Yesterday, the residents of my mother's retirement complex had a big potluck brunch in the complex's community building. There was an awful lot of food — eggs and sausages and fruit salads and pastries — and I think it was all either eaten or taken home by the 30 or 40 participants. I helped cook a little and met a lot of people. I fit in because I'm old enough to live here now. And I had a pretty good brunch. Then, in the afternoon, we had torrential rains for several hours. March, eh?
Above is the bridge that links the town of Morehead City to the barrier island, Bogue Banks, where all the local beaches are. When I was growing up, there was a two-lane drawbridge across the sound. And then there was a new four-lane drawbridge built in, I think, the 1960s, and the old one was torn down. But as car traffic and boat traffic increased, the drawbridge became a bigger and bigger problem for everybody concerned. The solution was a high-rise bridge that boats can get under and cars can drive over without waiting for a drawbridge to open or close, which used to cause massive traffic backups.
At the eastern end of town, there is another but narrower high-rise bridge of about the same vintage that spans the mouth of the Newport River (en français, c'est ce qu'on appelle un fleuve côtier) and separates the towns of Morehead City (pop. 8,000) and Beaufort (pop. 4,000). The photo above shows what happens when there is work being done on the bridge and only one lane is open, with alternating traffic. The backup last Thursday held us up for only about 15 minutes. We were going to do some shopping over in Beaufort.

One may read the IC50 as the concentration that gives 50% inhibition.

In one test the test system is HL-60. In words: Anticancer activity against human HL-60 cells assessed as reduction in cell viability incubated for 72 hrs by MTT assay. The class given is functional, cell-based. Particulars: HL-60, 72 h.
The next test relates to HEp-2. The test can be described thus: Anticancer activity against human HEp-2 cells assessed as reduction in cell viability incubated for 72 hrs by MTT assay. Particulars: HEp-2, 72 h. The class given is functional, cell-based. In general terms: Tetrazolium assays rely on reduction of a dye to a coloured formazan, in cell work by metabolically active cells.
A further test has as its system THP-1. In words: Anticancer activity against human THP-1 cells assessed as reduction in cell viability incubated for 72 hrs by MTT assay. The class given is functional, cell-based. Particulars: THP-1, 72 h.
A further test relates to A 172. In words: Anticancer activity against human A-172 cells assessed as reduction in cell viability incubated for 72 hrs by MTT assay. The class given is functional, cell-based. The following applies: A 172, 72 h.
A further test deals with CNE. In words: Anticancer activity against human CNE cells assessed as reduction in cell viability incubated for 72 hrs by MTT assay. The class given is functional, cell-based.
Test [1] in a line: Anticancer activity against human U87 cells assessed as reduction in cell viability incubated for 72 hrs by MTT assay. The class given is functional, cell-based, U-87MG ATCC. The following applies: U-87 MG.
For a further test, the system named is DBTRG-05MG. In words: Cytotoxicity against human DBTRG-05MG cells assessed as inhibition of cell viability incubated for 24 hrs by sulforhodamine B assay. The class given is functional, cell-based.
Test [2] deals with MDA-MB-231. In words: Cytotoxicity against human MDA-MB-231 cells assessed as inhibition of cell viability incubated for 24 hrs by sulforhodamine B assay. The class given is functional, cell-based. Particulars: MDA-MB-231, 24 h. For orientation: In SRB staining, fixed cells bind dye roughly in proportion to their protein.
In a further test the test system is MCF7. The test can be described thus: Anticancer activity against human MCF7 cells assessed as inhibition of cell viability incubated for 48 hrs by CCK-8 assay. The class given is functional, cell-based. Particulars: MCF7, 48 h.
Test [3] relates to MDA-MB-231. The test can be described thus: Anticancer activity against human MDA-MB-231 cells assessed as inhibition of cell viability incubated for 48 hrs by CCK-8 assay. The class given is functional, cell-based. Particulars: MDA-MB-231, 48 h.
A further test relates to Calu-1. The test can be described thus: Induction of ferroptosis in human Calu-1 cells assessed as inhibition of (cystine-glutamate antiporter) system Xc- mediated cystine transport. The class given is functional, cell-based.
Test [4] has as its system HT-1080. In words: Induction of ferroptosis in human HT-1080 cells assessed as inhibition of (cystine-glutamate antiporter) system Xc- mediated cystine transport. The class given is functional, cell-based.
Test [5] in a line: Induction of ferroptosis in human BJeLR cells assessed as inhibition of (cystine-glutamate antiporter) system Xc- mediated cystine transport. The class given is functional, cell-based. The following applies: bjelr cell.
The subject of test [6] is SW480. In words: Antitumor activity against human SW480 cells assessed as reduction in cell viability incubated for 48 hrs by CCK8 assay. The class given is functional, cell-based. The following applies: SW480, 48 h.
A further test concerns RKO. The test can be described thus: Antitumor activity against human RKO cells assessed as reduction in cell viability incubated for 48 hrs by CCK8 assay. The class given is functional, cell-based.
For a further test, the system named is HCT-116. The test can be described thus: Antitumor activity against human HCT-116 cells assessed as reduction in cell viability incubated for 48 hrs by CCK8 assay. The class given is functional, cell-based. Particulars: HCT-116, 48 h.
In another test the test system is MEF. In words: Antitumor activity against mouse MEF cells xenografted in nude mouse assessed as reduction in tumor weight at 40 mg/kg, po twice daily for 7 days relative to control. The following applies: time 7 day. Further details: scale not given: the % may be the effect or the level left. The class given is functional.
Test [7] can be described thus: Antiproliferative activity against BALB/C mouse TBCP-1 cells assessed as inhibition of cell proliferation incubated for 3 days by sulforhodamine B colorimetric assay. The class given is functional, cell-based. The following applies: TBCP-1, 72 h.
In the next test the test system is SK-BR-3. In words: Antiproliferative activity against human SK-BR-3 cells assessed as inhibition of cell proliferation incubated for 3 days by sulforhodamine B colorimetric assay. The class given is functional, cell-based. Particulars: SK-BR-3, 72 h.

North Carolina was one of the first British colonies to rise up against the Crown and its taxation policies back in the second half of the 1700s. And then it was number 12 of the 13 original colonies to finally ratify the new U.S. Constitution and become a part of the new federal union. Today, North Carolina has about 10 million inhabitants. Its mild climate and varied topography — coastal beaches and waters; the rolling hills of the Piedmont in the center of the state; and in the west, the highest mountains (up to 6,000 feet) in the ancient Appalachian chain — have attracted a lot of new residents from the U.S. states to the north in recent decades. In area, North Carolina is about the same size as England, and it is more than 400 miles from the eastern to the western end of the state.
I noticed the tour bus in the photo above when I went to take a walk at Fort Macon State Park, located at the eastern end of Bogue Banks on Beaufort Inlet. The Bible Belt is not all that far away. Fort Macon, built in the 1820s, attracts more visitors than any other state park in North Carolina.